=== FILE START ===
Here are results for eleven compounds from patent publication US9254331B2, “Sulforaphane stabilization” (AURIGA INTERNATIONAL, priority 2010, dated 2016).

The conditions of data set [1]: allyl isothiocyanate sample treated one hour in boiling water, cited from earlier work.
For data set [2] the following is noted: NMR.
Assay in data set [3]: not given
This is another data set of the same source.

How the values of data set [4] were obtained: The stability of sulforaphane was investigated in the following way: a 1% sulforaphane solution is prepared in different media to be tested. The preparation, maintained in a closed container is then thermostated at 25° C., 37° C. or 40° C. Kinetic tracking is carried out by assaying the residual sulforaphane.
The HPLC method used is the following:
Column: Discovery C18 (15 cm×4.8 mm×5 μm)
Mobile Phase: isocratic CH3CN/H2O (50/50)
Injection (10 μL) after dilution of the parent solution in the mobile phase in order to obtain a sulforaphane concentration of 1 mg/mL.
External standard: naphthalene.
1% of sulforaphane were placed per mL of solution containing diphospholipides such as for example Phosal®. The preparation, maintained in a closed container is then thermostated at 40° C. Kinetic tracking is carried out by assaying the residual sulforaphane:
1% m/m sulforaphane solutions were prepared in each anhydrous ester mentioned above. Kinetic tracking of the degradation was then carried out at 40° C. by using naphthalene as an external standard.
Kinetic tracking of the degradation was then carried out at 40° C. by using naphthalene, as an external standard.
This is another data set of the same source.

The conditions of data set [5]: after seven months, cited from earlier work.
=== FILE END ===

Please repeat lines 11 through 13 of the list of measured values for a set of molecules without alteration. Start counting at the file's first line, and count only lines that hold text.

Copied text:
External standard: naphthalene.
1% of sulforaphane were placed per mL of solution containing diphospholipides such as for example Phosal®. The preparation, maintained in a closed container is then thermostated at 40° C. Kinetic tracking is carried out by assaying the residual sulforaphane:
1% m/m sulforaphane solutions were prepared in each anhydrous ester mentioned above. Kinetic tracking of the degradation was then carried out at 40° C. by using naphthalene as an external standard.